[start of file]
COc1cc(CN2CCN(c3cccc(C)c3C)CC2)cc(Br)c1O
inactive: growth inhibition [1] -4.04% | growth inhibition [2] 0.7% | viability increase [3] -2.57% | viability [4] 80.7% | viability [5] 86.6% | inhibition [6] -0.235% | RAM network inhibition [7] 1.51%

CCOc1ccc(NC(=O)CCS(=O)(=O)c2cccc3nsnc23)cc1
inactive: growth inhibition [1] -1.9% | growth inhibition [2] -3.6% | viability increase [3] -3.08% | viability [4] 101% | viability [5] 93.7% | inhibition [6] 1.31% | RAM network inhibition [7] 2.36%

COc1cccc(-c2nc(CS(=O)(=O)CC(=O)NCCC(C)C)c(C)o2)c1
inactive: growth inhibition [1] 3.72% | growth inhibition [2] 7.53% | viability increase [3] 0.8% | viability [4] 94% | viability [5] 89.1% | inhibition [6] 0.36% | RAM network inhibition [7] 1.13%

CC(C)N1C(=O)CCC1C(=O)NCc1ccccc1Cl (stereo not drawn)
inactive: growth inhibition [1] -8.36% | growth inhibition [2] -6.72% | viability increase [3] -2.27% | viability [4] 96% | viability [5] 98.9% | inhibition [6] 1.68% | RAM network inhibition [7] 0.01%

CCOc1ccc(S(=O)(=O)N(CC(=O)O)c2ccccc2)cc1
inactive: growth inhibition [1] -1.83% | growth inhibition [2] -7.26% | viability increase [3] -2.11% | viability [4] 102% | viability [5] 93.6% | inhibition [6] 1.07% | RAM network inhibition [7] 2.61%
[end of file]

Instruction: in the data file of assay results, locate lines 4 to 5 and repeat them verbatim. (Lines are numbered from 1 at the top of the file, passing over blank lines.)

inactive: growth inhibition [1] -1.9% | growth inhibition [2] -3.6% | viability increase [3] -3.08% | viability [4] 101% | viability [5] 93.7% | inhibition [6] 1.31% | RAM network inhibition [7] 2.36%

COc1cccc(-c2nc(CS(=O)(=O)CC(=O)NCCC(C)C)c(C)o2)c1